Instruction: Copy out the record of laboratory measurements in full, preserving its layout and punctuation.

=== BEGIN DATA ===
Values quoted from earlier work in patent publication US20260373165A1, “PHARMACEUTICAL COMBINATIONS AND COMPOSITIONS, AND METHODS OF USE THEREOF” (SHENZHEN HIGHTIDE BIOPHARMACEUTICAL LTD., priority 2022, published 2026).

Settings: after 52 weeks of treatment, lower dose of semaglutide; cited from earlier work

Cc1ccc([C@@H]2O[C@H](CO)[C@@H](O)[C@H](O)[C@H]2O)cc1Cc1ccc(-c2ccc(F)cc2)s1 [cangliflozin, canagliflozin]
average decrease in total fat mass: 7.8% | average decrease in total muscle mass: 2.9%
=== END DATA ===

Values quoted from earlier work in patent publication US20260373165A1, “PHARMACEUTICAL COMBINATIONS AND COMPOSITIONS, AND METHODS OF USE THEREOF” (SHENZHEN HIGHTIDE BIOPHARMACEUTICAL LTD., priority 2022, published 2026).

Settings: after 52 weeks of treatment, lower dose of semaglutide; cited from earlier work

Cc1ccc([C@@H]2O[C@H](CO)[C@@H](O)[C@H](O)[C@H]2O)cc1Cc1ccc(-c2ccc(F)cc2)s1 [cangliflozin, canagliflozin]
average decrease in total fat mass: 7.8% | average decrease in total muscle mass: 2.9%